Whale Song — By Diane M. Byrne
— July 2002
Different Song, Different Verse
|How one yachtsman is answering the call of the ocean--to be more specific, the songs of whales all over the world.|
"Saw a lot of whales on that trip," Capt. Ray Grenier recollects as we drive to the Palm Harbor Marina in West Palm Beach, Florida. He's relating the leg of the trip he and the owner of the 94-foot Whale Song made several months ago--the leg which took them from Portsmouth, New Hampshire, to Provincetown, Massachusetts, as they motored southward again following a maiden cruise from the Bahamas up the East Coast to Nova Scotia.
While other captains might recount the scenic anchorages they enjoyed while in Charleston, New York City, Newport, or Martha's Vineyard, it's the whales--mostly Humpbacks, although "we did see a few Right whales along the way"--that Grenier talks about when it comes to his first year aboard this yacht. The same goes for the yacht's owner, an unassuming man who you could easily picture chatting up the locals at a neighborhood pub. He's obviously proud of the yacht as he shows me around, but his eyes sparkle when he details little-known facts about whales that populate the Mediterranean.
Getting the picture that Grenier and the owner of Whale Song are not your usual yachting folk? Well, Whale Song certainly isn't your usual yacht. Admittedly, her expedition-style profile has become more common among the pleasure-boat set, and her green-and-vanilla paint job ("the Eddie Bauer package," her owner and Grenier jokingly call it) isn't shockingly different. But this globetrotter, which her builder, Trinity Yachts, calls a "pocket world cruiser," was conceived specifically to permit the owner to crisscross oceans in his quest for observing whales in their natural environment. And this summer marks the beginning of what's sure to be an inspiring observation tour, taking the owner, Grenier, and a crew of three from this side of the Atlantic to the Med, south and back across the Atlantic to the Caribbean, through the Panama Canal, and up the West Coast to Alaska.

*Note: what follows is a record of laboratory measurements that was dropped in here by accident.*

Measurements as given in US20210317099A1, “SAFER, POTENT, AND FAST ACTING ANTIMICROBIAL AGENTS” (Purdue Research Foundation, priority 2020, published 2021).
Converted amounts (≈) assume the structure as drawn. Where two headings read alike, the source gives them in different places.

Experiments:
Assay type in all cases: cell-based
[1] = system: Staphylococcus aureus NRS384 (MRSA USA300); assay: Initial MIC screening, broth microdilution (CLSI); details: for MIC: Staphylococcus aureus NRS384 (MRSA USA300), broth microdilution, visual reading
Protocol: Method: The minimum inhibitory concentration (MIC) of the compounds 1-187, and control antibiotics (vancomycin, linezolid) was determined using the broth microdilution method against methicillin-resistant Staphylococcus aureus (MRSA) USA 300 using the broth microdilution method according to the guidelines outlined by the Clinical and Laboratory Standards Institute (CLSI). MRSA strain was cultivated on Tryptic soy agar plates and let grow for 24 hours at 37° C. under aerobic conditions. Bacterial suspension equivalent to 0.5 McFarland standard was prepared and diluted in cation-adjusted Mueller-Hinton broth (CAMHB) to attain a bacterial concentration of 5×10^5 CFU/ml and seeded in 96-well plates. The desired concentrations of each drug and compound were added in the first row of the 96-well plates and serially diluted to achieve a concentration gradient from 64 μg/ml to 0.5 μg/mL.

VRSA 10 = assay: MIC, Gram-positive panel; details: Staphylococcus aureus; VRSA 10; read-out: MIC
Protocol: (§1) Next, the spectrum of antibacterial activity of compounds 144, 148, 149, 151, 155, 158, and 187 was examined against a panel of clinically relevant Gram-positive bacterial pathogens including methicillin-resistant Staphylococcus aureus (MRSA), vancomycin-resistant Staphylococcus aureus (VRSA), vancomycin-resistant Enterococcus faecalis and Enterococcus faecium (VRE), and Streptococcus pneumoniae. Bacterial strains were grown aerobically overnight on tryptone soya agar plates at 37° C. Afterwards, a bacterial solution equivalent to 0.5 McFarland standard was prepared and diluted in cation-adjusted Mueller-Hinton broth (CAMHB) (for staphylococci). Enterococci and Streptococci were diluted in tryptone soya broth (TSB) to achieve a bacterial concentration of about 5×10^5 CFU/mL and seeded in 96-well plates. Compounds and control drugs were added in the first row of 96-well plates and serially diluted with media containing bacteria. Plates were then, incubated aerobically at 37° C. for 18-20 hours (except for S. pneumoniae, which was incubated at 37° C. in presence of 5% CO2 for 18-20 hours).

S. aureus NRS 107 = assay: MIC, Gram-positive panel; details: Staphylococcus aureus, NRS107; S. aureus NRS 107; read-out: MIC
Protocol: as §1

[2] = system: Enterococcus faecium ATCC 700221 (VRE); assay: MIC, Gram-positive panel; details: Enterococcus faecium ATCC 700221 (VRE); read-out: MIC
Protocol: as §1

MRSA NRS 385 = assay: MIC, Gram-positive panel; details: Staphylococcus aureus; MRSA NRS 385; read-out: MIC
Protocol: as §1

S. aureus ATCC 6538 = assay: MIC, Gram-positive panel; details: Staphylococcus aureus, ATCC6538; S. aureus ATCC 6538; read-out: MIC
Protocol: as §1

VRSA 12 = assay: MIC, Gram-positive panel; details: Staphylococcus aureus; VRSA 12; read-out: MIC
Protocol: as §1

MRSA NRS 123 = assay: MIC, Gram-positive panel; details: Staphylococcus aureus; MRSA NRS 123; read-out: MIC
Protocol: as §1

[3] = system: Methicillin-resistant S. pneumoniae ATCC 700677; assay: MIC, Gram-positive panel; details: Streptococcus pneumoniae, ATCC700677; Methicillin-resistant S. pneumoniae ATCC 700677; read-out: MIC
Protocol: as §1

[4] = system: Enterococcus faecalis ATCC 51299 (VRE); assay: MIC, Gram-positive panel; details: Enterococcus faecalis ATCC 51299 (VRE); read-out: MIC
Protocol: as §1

The owner says the idea for the yacht came from his desire to help educate people about the oceans in general and whales in particular, having derived much enjoyment from the sea while growing up and, in recent years, at the helm of a 58-foot Hatteras. A self-described owner-captain who enjoys running Whale Song on occasion, he wanted a yacht large enough to comfortably live aboard full time and one that could be used as a research platform for visitors from The Ocean Alliance. The organization, which is greatly admired by the owner, does extensive scientific research on whales.
One area sure to get a lot of use on that account is the crow's nest. Well-suited for navigating in poorly charted areas and doubling as a support for the boom that launches the two RIBs on the foredeck, it's also ideal for observing the big whale migration that occurs in the Azores and off the coasts of Massachusetts and Maine. It will also get a lot of use next summer in Alaska.
Also sure to be put to a lot of use in Alaska is an acoustical array that will be picked up in Seattle. According to the owner, the device is designed to be towed underwater, about 300 feet behind the yacht, and will let him and researchers from The Ocean Alliance hear whale songs upwards of 20 miles away. In fact, he says, The Ocean Alliance's own research vessel, a 93-foot steel ketch called the Odyssey, is the only other vessel equipped with such an array.
Given the variety of climates where whales are found, it was important that Whale Song keep everyone aboard feeling safe. Below her aluminum superstructure, her half-inch-thick ice-class steel hull is divided into five watertight compartments, and her bow is reinforced with up to five inches of steel plate. Waist-high stainless steel rails and wide side deck ensure safe fore and aft movement. Mindful of pristine remote anchorages the yacht will visit as well as Nantucket's strict discharge regulations, the owner requested an ORCA-IIA sewage-treatment system that processes both black and gray water.
This article originally appeared in the January 2003 issue of Power & Motoryacht magazine.